A reward is being offered for information leading to the vandals who prematurely released thousands of young, pen-raised Chinook salmon into San Francisco Bay earlier this month.
The reward fund was set up, explains Brooke Halsey, Executive Director for the Tiburon Salmon Institute, to try and develop some leads for an investigation that has hit a dead end.
Contributions to the fund can be sent to:
Tiburon Salmon Institute Reward/Donation Fund
c/o Bank of America
1601 Tiburon Blvd, Tiburon CA 94920
For most of its history since 1973, the salmon-raising partnership between the Tiburon Salmon Institute and the Tyee Foundation relied on hand feeding the fish every day, says Foundation President Chuck Breummer. In the past year, however, they converted to machines to dispense the feed, which may have created more of an opportunity for the vandals to strike. Apparently, they approached the nets from the bay side, by kayak or canoe.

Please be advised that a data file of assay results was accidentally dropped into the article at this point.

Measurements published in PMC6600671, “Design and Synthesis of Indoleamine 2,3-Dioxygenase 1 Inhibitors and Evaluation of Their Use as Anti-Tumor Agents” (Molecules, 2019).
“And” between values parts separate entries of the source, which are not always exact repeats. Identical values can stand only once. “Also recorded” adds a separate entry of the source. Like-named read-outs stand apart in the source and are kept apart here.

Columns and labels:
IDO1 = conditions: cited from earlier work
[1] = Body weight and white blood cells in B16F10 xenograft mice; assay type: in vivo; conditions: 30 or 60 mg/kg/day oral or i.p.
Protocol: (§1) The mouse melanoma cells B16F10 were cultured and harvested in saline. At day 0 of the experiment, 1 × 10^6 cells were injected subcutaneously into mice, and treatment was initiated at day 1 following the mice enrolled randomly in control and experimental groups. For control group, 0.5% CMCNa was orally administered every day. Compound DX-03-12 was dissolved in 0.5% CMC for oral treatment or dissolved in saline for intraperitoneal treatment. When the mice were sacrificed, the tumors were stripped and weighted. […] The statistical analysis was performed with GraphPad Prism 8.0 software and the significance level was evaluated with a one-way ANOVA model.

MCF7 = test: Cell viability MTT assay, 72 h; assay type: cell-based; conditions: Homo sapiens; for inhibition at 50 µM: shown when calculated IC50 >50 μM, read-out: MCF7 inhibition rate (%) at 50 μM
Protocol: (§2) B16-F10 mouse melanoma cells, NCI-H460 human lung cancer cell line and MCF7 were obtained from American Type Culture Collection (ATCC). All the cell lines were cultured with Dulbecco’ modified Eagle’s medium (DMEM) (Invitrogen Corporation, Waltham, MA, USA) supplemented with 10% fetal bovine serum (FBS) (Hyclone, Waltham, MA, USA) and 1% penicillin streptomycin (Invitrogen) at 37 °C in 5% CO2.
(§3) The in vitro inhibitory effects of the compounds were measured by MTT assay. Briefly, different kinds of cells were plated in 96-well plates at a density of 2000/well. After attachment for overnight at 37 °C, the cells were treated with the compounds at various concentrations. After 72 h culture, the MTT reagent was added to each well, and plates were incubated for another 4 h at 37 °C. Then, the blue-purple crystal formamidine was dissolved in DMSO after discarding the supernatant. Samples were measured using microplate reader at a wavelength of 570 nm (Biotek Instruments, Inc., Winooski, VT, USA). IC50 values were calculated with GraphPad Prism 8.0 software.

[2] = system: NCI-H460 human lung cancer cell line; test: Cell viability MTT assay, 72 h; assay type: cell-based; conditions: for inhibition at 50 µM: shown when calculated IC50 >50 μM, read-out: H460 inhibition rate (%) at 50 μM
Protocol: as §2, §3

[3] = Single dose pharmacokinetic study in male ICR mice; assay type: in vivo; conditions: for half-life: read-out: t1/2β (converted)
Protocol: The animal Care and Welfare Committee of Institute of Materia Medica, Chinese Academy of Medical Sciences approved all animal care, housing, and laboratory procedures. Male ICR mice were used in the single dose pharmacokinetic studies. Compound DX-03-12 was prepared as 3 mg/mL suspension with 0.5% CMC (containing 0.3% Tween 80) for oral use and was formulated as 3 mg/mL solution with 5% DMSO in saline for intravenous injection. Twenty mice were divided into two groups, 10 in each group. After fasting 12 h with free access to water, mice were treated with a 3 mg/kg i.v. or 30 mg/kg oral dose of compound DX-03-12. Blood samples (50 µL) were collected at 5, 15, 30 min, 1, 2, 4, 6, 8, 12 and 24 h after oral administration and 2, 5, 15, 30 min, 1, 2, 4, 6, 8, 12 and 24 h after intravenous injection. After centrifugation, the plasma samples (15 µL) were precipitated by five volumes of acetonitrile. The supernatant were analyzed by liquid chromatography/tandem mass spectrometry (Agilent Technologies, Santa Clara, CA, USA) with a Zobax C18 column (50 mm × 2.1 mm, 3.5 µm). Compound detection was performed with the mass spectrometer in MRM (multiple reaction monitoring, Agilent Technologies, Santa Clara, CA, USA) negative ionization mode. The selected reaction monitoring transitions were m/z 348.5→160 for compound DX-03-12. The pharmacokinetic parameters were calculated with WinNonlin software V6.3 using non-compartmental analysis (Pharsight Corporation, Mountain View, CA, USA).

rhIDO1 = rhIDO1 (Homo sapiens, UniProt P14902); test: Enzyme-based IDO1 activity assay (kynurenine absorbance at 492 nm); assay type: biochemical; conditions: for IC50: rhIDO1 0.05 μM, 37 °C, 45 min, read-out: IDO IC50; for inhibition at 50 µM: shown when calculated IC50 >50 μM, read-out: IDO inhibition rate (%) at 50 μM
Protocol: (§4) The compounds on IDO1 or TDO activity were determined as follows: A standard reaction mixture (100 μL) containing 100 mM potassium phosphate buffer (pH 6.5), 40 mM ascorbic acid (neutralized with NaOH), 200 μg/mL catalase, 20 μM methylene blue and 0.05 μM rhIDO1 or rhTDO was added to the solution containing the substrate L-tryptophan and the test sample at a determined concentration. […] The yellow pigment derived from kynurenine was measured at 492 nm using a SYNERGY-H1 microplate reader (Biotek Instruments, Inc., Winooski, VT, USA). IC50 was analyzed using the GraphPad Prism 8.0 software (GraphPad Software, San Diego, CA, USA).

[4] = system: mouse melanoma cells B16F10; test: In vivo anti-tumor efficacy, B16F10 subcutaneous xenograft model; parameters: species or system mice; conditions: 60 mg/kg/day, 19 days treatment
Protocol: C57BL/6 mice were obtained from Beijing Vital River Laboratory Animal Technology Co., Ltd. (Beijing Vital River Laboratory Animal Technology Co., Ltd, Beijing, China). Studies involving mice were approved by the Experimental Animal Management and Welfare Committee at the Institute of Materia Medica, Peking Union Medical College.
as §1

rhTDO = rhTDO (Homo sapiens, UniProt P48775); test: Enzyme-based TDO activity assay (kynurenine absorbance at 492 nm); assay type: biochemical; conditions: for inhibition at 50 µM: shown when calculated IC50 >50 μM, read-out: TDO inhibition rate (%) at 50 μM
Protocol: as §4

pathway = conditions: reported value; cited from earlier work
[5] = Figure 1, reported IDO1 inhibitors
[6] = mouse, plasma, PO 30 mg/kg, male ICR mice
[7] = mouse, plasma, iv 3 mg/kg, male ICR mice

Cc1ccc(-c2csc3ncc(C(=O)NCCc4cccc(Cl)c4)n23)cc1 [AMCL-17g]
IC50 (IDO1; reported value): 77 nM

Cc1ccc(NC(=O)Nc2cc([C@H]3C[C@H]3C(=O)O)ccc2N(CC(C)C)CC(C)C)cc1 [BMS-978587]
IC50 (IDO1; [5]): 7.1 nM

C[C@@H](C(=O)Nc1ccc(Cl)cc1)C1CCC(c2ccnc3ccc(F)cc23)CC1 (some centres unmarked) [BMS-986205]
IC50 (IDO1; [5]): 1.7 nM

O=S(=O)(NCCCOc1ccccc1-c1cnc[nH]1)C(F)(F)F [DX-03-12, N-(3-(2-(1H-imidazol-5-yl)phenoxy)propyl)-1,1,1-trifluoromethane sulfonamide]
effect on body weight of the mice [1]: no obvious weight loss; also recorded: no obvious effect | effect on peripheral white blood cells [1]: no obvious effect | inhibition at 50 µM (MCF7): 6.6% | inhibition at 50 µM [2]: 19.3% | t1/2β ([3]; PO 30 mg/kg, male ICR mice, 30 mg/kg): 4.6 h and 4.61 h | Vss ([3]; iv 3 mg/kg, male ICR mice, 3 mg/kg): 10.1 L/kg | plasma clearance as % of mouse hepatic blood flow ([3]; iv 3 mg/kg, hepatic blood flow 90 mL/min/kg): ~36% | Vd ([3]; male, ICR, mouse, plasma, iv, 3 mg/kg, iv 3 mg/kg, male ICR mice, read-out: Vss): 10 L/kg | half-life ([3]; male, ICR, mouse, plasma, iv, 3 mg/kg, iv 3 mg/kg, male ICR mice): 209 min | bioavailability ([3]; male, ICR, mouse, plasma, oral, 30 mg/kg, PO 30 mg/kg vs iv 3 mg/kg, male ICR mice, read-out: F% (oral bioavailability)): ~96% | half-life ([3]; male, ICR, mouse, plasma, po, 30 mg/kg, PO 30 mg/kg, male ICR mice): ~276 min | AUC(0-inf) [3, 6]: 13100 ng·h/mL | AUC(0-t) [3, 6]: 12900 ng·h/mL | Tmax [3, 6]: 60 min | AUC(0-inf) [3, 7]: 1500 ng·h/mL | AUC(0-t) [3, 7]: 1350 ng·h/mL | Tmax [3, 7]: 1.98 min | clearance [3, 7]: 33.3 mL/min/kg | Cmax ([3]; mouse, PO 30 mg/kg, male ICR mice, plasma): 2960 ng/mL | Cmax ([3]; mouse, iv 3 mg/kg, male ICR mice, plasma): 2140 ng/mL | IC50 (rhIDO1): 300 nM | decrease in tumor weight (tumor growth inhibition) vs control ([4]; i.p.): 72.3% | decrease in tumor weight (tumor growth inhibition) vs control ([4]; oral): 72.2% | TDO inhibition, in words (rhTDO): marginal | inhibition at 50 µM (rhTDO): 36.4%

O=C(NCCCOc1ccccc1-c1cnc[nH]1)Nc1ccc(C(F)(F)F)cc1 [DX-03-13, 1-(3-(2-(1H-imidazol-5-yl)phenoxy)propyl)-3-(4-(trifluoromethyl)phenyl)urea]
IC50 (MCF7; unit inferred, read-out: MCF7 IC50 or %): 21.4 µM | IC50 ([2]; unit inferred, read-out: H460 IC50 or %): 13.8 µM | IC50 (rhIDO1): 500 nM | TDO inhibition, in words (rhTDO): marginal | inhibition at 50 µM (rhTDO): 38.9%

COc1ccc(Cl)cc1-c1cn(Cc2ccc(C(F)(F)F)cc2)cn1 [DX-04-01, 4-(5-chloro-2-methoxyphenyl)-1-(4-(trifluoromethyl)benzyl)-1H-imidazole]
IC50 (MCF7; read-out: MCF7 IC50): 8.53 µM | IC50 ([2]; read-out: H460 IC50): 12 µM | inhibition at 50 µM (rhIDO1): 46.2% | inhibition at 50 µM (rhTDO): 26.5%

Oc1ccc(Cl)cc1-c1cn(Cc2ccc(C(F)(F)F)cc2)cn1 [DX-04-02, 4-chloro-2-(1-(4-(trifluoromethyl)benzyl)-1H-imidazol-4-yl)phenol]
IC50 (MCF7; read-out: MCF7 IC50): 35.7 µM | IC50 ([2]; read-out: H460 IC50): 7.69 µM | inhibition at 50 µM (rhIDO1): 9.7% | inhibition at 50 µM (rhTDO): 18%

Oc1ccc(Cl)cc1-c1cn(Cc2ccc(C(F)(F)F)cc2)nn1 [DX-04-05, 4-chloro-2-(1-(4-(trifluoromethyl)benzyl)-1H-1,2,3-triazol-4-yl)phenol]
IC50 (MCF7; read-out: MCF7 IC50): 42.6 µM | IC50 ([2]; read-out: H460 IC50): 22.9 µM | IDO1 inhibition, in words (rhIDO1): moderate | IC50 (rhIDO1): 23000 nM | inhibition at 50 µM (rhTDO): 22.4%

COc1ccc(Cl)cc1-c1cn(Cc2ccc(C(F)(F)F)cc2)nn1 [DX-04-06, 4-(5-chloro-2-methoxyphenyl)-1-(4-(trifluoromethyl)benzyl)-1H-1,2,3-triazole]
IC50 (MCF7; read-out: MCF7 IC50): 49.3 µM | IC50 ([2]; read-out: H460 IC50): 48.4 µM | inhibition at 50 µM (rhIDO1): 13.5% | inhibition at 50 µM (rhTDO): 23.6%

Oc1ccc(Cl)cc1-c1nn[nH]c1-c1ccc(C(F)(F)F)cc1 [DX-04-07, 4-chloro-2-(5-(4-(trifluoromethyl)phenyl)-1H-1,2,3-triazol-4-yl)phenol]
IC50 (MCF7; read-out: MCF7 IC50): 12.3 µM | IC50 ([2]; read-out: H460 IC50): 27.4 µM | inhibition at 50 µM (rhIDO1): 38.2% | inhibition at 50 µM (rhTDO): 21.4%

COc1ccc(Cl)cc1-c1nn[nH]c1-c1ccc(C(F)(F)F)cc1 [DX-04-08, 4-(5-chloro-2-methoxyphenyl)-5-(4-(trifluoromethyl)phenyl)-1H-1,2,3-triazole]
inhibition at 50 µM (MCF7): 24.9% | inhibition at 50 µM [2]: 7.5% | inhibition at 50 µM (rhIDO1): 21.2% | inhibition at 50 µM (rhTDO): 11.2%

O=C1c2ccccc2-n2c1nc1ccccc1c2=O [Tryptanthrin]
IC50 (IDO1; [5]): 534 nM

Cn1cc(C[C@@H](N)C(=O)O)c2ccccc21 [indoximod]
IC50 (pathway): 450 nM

For the 50 or so members of the United Angles of Casa Grande, the release of their salmon represents the loss of countless hours of effort dedicated to raising and caring for the fish. Greg Gillis, President of the student group, details what they did.
Casa Grande's salmon hatchery program is unique in this country, and perhaps the world. It's drawn considerable media coverage over the years, including a visit from a Japanses film crew a few years ago. This is a summary of the program that was produced closer to home.